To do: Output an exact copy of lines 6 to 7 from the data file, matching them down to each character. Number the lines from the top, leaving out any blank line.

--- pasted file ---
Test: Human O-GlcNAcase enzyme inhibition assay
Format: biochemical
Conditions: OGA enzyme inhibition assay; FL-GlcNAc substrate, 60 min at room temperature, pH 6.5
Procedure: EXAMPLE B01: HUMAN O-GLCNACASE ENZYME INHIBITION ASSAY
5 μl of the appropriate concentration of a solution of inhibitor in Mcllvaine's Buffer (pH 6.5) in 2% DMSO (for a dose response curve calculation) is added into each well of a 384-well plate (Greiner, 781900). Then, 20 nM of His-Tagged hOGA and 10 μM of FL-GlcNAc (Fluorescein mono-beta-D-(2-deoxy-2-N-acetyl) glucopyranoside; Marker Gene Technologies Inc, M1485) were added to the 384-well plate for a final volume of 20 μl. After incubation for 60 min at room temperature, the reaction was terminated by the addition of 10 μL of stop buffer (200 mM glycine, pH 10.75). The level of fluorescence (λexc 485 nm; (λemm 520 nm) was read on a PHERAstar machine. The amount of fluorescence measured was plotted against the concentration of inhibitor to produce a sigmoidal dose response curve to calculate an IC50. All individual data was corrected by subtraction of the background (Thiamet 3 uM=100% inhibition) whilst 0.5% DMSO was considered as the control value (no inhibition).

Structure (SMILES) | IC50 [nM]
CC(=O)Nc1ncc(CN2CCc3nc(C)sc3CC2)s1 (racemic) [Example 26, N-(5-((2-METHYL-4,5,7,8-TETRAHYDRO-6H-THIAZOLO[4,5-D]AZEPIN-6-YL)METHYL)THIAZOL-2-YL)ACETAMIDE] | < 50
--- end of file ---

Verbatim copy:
Structure (SMILES) | IC50 [nM]
CC(=O)Nc1ncc(CN2CCc3nc(C)sc3CC2)s1 (racemic) [Example 26, N-(5-((2-METHYL-4,5,7,8-TETRAHYDRO-6H-THIAZOLO[4,5-D]AZEPIN-6-YL)METHYL)THIAZOL-2-YL)ACETAMIDE] | < 50